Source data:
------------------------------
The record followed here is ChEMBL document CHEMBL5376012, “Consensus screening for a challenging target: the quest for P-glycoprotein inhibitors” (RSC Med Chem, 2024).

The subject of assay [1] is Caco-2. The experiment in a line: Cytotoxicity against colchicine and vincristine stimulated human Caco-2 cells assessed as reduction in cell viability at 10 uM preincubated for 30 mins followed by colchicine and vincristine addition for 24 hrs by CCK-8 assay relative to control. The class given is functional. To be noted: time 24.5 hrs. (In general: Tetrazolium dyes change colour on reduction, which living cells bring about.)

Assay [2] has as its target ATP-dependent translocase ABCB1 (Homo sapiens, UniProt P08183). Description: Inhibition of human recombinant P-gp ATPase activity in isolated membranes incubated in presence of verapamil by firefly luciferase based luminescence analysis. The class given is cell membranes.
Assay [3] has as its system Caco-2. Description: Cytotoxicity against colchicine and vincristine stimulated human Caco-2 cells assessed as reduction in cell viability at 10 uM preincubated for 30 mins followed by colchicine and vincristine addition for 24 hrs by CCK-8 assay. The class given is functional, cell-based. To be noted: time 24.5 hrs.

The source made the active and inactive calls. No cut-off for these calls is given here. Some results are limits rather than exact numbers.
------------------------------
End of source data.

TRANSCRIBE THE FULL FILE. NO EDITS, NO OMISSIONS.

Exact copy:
The record followed here is ChEMBL document CHEMBL5376012, “Consensus screening for a challenging target: the quest for P-glycoprotein inhibitors” (RSC Med Chem, 2024).

The subject of assay [1] is Caco-2. The experiment in a line: Cytotoxicity against colchicine and vincristine stimulated human Caco-2 cells assessed as reduction in cell viability at 10 uM preincubated for 30 mins followed by colchicine and vincristine addition for 24 hrs by CCK-8 assay relative to control. The class given is functional. To be noted: time 24.5 hrs. (In general: Tetrazolium dyes change colour on reduction, which living cells bring about.)

Assay [2] has as its target ATP-dependent translocase ABCB1 (Homo sapiens, UniProt P08183). Description: Inhibition of human recombinant P-gp ATPase activity in isolated membranes incubated in presence of verapamil by firefly luciferase based luminescence analysis. The class given is cell membranes.
Assay [3] has as its system Caco-2. Description: Cytotoxicity against colchicine and vincristine stimulated human Caco-2 cells assessed as reduction in cell viability at 10 uM preincubated for 30 mins followed by colchicine and vincristine addition for 24 hrs by CCK-8 assay. The class given is functional, cell-based. To be noted: time 24.5 hrs.

The source made the active and inactive calls. No cut-off for these calls is given here. Some results are limits rather than exact numbers.